"If you consider infertility a disease, you can't study it like you would other diseases, because the affected people can't reproduce," said John Schimenti, director of Cornell's Center for Vertebrate Genomics and senior author of the paper published in the current issue of the Public Library of Science journal PLoS Biology. Laura Bannister, a research associate in Schimenti's laboratory, is the paper's lead author.
"Consequently, we know very little about the genetic causes of infertility in humans," said Schimenti, a Cornell professor of genetics.
The gene, called Dmc1, provides the code for a key protein involved in meiosis, the process that produces sperm and egg cells for reproduction. These sex cells contain only one set of chromosomes that combine during conception and create an embryonic cell with two chromosome sets, one from each parent.
The mutation leads to a change in an amino acid in Dmc1 that blocks meiosis in its tracks, preventing sperm production. The mutant allele (one version of the pair of genes we inherit from each parent) is dominant; females who carry it remain fertile but carry the defect and pass the mutation on to future generations.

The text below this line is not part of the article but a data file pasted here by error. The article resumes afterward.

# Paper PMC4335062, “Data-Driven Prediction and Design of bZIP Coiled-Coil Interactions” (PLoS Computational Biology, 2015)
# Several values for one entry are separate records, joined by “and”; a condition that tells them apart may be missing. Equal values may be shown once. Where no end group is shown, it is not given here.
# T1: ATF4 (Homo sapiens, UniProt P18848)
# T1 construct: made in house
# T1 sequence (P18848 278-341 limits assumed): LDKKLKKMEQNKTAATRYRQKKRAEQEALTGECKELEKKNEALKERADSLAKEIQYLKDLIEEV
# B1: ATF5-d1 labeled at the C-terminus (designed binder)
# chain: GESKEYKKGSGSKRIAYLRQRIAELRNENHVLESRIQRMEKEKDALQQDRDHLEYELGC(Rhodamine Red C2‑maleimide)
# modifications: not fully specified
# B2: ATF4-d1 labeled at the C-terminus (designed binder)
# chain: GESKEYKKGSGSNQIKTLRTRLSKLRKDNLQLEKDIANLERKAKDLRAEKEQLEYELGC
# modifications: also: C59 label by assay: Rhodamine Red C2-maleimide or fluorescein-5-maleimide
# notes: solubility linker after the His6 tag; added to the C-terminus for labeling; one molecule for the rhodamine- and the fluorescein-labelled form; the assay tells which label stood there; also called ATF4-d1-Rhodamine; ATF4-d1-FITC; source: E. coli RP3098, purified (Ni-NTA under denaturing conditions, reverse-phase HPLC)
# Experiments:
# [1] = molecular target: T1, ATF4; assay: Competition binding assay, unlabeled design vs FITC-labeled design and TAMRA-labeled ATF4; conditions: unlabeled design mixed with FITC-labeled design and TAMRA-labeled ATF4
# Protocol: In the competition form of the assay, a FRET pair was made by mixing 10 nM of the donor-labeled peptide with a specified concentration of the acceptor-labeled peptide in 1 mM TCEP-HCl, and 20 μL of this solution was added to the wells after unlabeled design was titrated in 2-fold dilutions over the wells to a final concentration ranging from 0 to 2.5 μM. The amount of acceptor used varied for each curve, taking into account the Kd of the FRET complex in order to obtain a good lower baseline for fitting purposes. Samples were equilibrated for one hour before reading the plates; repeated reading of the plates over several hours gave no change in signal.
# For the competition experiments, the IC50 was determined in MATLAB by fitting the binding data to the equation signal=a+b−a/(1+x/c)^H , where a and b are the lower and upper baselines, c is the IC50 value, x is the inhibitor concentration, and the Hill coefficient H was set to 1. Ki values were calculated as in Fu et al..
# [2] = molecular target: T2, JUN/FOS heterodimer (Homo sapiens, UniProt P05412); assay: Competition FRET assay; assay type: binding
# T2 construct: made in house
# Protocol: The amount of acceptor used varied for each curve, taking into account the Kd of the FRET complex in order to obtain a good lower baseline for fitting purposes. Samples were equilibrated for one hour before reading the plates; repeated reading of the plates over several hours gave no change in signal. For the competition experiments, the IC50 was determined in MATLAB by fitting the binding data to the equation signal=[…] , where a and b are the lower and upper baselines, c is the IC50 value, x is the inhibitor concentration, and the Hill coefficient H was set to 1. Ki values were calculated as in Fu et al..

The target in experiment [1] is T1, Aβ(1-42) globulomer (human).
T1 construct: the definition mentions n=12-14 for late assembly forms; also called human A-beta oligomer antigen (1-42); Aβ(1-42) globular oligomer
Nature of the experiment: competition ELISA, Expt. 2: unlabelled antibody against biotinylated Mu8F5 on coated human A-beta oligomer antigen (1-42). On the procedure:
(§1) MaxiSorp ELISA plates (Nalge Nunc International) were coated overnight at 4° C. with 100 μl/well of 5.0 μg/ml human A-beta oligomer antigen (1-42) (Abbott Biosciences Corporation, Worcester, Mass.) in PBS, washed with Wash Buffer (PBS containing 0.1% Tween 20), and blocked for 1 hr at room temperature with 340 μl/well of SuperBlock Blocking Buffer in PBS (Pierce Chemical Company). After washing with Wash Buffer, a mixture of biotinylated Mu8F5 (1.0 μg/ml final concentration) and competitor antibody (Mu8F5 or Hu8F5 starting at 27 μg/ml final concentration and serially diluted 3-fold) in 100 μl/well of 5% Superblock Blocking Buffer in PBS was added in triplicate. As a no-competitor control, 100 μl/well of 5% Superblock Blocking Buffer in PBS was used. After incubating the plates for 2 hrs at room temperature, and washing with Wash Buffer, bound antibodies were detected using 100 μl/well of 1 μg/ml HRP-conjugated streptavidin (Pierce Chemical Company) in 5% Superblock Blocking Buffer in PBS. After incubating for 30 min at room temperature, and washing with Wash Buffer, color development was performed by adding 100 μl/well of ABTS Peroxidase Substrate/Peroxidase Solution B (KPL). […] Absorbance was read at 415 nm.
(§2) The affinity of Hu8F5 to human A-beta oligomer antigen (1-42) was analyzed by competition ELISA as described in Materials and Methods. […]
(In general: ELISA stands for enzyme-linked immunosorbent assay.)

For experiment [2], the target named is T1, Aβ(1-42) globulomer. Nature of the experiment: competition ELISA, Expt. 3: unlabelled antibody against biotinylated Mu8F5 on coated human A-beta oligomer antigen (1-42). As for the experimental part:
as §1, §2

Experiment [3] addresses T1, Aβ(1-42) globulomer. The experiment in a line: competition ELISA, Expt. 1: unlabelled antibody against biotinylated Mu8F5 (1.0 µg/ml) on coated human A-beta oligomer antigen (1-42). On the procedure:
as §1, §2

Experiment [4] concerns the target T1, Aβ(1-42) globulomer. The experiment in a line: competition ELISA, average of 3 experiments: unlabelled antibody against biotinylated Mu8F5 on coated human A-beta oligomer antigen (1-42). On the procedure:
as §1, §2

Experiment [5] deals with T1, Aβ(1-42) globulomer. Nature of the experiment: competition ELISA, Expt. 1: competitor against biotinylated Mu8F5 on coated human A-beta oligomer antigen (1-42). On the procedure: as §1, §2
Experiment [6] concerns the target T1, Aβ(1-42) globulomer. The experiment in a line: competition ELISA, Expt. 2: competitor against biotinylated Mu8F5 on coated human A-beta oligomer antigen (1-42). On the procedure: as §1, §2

However, female carriers show higher rates of abnormalities during meiosis, which can potentially cause chromosome imbalances and birth defects, the researchers discovered. In addition, the researchers found that female mice with the Dmc1 mutation are born with fewer egg cells and can run out of eggs prematurely -- resulting in early menopause (or "mousapause" as the researchers humorously refer to the condition).
To get their results, the researchers randomly induced mutations in the mouse genome and then looked for infertility in the resulting mice. They then analyzed the DNA of the sterile males and identified the allele that caused the infertility. While most studies on the genetics of fertility stem from analyses of mice that have had a custom gene "knockout," this is the first to reveal a dominant mutation that leads specifically to infertility in a mammal. The researchers believe this kind of dominant effect is closer to how real-life infertility occurs in humans.
"People have been sequencing genes in humans, including the Dmc1 gene, to try and associate changes in gene sequences with infertility," said Schimenti. "There have been occasional reports that in some patients, a sequence change in this or other meiosis genes might cause a dominant defect in function, but until now there has been no definitive proof."
Mouse models, he said, will be critical in distinguishing between those DNA sequence changes that are benign in humans versus those that disrupt sperm or egg production. The researchers are engaged in a project to identify ultimately all the genes needed for fertility in mice and apply this information to the human situation.